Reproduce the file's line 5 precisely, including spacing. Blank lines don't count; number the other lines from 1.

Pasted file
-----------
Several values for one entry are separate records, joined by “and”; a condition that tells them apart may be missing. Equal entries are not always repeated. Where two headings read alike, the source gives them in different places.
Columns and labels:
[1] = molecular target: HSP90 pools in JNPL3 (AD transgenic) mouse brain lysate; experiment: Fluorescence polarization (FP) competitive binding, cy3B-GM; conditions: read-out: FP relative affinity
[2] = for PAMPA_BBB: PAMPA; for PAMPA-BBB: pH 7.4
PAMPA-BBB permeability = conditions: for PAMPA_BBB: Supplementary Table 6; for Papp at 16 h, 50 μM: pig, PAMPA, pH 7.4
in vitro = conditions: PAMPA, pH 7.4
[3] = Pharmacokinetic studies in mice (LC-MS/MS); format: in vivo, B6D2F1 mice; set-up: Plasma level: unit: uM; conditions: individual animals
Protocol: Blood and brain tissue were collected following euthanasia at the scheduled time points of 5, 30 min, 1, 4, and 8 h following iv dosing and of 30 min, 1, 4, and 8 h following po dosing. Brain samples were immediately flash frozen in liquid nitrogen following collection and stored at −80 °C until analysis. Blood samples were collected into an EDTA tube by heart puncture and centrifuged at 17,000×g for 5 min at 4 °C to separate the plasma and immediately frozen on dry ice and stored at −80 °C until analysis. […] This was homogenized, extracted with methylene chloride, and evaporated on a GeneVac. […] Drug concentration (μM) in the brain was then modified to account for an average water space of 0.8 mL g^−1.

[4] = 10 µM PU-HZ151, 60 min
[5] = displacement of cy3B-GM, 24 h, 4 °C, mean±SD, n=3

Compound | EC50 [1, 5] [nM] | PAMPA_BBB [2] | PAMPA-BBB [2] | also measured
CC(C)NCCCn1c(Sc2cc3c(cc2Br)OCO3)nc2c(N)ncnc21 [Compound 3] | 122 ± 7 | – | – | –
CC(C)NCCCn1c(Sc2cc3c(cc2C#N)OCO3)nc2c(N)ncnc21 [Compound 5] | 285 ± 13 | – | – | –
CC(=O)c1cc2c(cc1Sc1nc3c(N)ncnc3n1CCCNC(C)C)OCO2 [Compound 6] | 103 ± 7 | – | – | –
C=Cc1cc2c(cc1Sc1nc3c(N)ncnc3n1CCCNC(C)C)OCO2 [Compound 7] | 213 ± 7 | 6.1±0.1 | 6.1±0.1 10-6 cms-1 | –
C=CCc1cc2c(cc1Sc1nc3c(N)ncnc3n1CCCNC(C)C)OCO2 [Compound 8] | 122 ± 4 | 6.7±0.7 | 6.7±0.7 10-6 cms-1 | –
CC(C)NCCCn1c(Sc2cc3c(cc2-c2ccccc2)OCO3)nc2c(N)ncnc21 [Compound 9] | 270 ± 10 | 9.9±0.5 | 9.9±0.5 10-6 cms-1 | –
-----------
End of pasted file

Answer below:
PAMPA-BBB permeability = conditions: for PAMPA_BBB: Supplementary Table 6; for Papp at 16 h, 50 μM: pig, PAMPA, pH 7.4